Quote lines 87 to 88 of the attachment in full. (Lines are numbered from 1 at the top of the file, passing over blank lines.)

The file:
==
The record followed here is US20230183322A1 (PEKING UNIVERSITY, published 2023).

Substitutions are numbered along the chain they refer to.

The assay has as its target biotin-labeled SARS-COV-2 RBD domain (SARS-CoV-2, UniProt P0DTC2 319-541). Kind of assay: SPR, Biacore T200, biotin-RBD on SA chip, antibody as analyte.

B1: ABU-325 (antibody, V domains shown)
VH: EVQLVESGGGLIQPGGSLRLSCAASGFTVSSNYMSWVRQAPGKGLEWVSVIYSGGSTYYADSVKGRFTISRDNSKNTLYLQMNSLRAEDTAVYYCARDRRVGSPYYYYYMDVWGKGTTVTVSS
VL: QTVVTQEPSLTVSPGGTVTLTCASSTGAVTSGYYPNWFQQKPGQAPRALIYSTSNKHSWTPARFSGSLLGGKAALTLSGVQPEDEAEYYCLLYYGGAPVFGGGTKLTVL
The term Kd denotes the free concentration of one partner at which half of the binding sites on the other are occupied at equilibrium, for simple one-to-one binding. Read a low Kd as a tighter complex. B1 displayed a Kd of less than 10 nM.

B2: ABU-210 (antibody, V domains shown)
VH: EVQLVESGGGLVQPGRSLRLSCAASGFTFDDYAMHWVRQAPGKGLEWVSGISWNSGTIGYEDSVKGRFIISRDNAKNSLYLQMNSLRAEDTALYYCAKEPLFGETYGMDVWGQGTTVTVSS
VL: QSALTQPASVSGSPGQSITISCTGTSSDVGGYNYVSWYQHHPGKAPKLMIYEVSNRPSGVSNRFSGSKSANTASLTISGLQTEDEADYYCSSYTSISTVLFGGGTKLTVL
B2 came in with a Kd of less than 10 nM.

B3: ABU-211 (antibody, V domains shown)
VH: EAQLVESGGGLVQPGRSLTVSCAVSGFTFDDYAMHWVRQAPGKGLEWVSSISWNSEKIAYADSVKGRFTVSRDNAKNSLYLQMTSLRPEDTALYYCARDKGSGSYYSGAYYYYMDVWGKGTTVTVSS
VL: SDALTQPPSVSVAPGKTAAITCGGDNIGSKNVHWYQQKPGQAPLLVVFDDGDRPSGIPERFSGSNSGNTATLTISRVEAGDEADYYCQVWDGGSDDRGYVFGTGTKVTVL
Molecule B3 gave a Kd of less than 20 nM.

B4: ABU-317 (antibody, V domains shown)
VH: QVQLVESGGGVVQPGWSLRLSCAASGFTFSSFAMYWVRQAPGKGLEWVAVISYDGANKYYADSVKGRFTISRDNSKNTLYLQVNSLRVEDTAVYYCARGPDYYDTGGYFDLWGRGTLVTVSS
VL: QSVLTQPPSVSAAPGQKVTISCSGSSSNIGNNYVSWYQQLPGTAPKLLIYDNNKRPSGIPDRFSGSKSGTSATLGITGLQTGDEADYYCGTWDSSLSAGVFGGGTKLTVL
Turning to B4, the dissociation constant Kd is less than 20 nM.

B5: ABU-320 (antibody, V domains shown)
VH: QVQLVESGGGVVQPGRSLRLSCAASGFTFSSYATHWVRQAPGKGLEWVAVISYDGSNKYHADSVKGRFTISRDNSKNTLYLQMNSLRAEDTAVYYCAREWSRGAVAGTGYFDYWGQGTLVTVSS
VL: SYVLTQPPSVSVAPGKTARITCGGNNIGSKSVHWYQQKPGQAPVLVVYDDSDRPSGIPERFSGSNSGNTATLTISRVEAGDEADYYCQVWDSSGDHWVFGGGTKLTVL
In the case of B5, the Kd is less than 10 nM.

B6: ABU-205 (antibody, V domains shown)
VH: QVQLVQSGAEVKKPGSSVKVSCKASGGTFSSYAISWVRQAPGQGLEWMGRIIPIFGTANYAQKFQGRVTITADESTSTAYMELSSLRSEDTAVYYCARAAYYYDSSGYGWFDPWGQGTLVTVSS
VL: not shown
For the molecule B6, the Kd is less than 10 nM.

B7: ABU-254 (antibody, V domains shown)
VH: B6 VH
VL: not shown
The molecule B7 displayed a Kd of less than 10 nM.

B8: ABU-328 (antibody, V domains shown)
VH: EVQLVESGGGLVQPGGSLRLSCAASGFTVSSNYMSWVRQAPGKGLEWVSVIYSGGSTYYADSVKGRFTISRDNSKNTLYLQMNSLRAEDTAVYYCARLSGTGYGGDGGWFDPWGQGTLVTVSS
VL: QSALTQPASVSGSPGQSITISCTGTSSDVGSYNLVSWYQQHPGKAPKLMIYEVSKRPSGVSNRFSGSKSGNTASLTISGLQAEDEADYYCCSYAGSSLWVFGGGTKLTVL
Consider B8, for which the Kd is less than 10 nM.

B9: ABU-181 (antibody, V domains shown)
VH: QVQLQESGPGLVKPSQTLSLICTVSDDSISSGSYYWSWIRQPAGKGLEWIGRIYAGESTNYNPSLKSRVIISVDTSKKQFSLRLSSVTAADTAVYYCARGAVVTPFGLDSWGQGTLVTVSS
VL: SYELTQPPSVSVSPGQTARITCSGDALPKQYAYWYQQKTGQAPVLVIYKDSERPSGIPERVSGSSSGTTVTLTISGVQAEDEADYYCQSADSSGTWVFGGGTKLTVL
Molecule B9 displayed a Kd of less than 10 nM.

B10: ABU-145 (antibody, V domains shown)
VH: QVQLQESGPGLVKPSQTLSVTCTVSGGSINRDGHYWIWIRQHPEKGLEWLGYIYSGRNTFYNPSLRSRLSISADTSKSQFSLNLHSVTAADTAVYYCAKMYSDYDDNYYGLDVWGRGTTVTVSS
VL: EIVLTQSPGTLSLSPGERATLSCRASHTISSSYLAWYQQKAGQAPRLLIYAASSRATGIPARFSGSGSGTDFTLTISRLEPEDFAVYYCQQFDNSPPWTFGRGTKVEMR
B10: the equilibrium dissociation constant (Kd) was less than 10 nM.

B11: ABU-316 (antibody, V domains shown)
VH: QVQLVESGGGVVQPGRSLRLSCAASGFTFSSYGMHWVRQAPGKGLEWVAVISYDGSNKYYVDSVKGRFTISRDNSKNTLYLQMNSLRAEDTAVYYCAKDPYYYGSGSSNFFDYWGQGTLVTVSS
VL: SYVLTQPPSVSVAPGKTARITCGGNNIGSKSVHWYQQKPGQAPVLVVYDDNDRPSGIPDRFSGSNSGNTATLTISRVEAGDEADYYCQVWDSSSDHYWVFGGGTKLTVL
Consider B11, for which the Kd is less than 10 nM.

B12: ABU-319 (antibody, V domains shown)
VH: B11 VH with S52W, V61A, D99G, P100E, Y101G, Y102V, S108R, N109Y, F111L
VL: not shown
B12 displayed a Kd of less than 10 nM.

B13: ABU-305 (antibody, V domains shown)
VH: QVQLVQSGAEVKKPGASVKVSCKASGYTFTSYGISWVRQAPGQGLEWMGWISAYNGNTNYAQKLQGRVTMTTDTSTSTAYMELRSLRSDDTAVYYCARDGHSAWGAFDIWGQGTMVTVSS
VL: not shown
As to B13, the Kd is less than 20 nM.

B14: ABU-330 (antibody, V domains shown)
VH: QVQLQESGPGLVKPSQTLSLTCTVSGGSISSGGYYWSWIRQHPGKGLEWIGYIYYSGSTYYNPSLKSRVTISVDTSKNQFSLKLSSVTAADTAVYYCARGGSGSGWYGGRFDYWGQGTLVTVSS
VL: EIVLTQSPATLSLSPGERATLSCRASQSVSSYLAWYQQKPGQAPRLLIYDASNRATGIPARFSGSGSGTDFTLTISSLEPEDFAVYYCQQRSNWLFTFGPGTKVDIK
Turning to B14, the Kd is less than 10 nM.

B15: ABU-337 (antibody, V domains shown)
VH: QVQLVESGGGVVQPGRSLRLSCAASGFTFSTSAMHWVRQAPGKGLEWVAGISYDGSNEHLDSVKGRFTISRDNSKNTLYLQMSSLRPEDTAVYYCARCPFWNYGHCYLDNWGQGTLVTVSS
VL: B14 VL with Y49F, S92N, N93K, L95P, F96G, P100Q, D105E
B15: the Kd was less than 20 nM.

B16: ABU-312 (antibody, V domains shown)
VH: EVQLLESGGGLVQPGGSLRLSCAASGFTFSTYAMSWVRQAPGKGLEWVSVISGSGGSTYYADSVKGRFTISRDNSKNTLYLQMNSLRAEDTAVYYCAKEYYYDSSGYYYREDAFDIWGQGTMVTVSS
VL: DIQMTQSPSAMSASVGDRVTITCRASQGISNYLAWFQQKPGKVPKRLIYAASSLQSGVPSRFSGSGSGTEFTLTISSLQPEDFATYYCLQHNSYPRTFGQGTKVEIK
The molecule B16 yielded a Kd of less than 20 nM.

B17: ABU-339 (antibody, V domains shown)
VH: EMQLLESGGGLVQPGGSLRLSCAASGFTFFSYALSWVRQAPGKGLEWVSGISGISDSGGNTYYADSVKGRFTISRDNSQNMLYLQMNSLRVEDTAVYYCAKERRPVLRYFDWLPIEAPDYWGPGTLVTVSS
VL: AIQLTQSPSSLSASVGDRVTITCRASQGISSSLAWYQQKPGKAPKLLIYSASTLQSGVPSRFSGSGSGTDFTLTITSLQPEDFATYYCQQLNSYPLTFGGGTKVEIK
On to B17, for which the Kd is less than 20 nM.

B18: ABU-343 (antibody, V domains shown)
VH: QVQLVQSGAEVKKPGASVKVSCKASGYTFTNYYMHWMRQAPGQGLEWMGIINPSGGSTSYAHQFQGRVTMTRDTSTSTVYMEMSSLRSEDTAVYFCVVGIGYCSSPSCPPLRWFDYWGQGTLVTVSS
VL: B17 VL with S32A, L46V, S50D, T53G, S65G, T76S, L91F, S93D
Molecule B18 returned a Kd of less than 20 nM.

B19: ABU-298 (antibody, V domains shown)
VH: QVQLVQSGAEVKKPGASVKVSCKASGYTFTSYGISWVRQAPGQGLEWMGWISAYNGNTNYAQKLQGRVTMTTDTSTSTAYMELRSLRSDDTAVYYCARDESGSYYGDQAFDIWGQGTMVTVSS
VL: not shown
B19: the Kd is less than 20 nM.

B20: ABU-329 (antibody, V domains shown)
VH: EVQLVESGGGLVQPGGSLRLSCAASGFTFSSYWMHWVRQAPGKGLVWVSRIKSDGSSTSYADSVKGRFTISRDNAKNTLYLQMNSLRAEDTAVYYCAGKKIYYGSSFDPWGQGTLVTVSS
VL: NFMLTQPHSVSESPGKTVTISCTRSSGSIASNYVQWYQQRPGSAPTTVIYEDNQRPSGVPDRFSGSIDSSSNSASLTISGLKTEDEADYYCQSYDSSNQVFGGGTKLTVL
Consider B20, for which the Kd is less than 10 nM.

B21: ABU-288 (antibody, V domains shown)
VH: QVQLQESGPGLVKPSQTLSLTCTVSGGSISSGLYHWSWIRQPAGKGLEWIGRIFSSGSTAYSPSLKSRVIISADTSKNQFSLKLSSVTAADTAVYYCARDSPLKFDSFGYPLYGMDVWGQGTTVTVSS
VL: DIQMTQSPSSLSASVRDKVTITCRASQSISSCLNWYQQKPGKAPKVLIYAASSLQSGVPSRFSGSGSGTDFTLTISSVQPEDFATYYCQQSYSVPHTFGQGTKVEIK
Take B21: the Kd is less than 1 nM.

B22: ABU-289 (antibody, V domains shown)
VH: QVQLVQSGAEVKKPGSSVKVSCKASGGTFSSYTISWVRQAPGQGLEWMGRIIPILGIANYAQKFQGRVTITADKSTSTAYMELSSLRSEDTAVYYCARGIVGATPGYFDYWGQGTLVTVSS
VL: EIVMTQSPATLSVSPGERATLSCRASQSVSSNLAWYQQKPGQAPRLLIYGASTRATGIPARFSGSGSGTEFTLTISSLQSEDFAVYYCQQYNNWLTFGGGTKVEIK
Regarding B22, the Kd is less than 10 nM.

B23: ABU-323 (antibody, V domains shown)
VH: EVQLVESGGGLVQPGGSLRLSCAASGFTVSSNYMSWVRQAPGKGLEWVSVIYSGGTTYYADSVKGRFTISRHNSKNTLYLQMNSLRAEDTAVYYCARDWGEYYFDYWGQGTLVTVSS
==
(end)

Take B21: the Kd is less than 1 nM.

B22: ABU-289 (antibody, V domains shown)